Will Inflation Stimulus Checks Worsen The Price Situation?

The American Bureau of Labor Statistics has released data that shows that the inflation rate for the 12 months ending June 2022 is 9.1% for the country. It is the largest annual increase since November 1981 after rising 8.6% the previous month. That means that over 12 months from June 2021, prices of everyday goods and oil prices have increased at a rate that remains the highest over 4 decades. And the stimulus checks are taking part of the blame for the situation.

And the low and moderate-income families are taking the brunt of it in every direction right now. While millions of families are still recovering financially after the downturn following the pandemic in multiple ways, they are again being made to pay more than ever to fill up their vehicles and stock with even the basic pantry items. This double whammy comes at a time when the stock market has tanked and many retirement investors and savers have seen their investment value drop by as much as 20% in many cases.

The Disappearing Stimulus Checks Compound The Woes Of Citizens

The disappearance of the federal stimulus checks has added to the woes. The stimulus checks had proved to be a lifeline during the difficult months of the pandemic, which has stretched its presence with the emergence of more variants that kept people from getting work as businesses across sectors remained shut down.

Successive stimulus checks were issued by the federal administration starting right after the American economy went into a tailspin following the pandemic shutdown. The stimulus checks proved to be a lifeline for an overwhelming majority of Americans as they struggled to put food on the table and necessities. Most Americans for the first time in their lives were faced with the prospect of defaulting on their loans and utility bills. Homelessness threatened to become a reality for millions, unable to pay home rent.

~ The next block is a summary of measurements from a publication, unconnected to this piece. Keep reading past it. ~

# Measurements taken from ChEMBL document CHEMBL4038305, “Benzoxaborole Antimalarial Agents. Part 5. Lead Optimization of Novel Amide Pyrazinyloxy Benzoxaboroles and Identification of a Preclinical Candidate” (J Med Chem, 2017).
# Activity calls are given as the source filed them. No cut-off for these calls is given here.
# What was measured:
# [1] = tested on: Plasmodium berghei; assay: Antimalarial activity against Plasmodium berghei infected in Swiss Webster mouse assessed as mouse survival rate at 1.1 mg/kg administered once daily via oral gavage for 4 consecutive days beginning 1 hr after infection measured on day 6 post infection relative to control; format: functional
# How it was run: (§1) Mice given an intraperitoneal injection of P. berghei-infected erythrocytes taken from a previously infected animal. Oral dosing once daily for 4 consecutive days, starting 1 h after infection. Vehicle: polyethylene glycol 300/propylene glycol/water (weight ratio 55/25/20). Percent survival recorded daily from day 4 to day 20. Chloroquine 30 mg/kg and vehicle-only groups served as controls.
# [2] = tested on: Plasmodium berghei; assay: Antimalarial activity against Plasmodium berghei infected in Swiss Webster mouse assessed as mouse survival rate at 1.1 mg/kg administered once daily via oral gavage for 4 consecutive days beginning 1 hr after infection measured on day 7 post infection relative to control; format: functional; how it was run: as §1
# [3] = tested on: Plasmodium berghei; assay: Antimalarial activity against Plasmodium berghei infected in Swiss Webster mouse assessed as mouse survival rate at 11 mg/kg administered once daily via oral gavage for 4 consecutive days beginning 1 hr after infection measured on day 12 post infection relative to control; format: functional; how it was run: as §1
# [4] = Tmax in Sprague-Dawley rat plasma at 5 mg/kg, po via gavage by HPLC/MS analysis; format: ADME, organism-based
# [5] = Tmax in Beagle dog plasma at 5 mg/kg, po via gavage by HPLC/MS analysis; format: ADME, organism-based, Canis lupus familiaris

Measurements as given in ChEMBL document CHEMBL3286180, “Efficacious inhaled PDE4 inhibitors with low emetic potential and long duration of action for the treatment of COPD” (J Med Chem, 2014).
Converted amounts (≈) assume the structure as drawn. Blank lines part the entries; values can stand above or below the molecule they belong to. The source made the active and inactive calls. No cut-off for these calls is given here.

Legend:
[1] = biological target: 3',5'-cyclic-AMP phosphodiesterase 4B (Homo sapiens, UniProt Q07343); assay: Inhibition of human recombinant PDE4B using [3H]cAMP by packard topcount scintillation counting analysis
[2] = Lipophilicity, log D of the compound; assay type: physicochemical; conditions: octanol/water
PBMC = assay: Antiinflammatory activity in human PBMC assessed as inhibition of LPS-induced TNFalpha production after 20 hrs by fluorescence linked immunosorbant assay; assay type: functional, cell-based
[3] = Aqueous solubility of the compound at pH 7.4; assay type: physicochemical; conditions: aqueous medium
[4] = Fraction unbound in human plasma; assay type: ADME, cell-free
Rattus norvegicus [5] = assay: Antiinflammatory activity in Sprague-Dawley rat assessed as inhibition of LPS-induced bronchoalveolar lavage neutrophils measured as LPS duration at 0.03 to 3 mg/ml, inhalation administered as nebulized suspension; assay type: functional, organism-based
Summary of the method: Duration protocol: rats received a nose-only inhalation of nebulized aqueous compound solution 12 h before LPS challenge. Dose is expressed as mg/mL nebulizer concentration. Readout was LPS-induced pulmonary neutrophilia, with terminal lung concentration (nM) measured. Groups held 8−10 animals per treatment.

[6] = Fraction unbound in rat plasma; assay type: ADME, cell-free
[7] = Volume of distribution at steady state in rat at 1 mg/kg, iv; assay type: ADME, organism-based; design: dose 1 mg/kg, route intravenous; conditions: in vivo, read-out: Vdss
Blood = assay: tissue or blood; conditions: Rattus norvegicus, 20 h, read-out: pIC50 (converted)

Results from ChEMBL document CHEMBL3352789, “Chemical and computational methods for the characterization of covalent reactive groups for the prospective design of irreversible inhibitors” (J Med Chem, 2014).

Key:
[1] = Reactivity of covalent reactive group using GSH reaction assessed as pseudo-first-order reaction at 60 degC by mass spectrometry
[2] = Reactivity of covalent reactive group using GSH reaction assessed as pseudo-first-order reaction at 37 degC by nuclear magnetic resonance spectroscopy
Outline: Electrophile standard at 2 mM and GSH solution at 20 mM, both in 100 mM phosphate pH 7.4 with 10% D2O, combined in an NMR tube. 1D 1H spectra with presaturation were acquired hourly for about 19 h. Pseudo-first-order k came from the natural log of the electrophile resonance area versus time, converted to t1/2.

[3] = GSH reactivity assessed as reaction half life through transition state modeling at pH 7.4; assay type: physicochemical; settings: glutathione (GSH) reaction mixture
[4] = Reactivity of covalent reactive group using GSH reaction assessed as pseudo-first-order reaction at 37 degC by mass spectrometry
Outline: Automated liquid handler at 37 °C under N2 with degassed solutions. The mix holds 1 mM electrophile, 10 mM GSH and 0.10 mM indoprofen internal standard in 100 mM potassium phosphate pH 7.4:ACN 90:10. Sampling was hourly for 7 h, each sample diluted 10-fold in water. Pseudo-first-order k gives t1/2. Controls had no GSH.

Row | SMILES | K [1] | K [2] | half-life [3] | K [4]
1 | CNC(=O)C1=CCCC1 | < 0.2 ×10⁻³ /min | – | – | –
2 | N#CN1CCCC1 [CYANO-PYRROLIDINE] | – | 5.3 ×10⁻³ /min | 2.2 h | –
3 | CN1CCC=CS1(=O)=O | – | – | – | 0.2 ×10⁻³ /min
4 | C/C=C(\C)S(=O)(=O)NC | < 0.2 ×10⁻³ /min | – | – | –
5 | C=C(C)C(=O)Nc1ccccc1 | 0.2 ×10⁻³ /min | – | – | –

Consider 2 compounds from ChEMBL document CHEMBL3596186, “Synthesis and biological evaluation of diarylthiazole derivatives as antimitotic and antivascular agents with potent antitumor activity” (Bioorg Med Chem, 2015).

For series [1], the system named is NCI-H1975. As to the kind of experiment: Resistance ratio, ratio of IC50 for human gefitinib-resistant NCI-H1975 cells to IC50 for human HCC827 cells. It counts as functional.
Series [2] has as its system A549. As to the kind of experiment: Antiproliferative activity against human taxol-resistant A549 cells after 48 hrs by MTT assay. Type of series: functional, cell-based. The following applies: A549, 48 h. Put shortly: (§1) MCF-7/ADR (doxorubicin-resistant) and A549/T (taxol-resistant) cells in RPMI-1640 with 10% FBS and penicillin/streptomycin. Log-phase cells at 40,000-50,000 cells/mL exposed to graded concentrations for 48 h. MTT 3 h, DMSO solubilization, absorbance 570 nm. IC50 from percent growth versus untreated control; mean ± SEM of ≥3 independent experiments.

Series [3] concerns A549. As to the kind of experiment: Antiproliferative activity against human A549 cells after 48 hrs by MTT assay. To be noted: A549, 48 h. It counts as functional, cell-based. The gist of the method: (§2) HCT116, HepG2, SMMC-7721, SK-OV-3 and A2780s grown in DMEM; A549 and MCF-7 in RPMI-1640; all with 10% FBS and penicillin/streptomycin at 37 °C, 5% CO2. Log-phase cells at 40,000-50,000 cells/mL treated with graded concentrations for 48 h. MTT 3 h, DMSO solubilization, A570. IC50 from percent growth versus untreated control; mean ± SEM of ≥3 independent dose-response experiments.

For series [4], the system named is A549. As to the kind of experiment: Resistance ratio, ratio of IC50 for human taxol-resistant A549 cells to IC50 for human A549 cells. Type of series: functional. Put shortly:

In such a situation, the direct and immediate relief offered by the stimulus checks and the host of other support measures introduced by the federal government saved people from the dire consequences of a total halt to their earnings. This comes at a time when most Americans live paycheck-to-paycheck.

The stimulus checks were the right prescription for the economic woes that accompanied the pandemic. But critics have contended that it was at least partially to blame for the inflation that crept in starting the third quarter of 2021 and overwhelmed the economy by the first quarter of 2022. It continues to rise and has the federal administration taking drastic measures including increasing the banking rates.

Conservative economists believe that the stimulus checks were largely to blame, especially the third stimulus check issued after incoming President Biden signed the American Rescue Plan Act, 2021. It came immediately after the second stimulus check was issued in December 2020.

People suddenly had more money in their hands than they needed to survive. People who had never earned so much money suddenly found that they could even pay off their credit card debts and even save and invest a part of the money.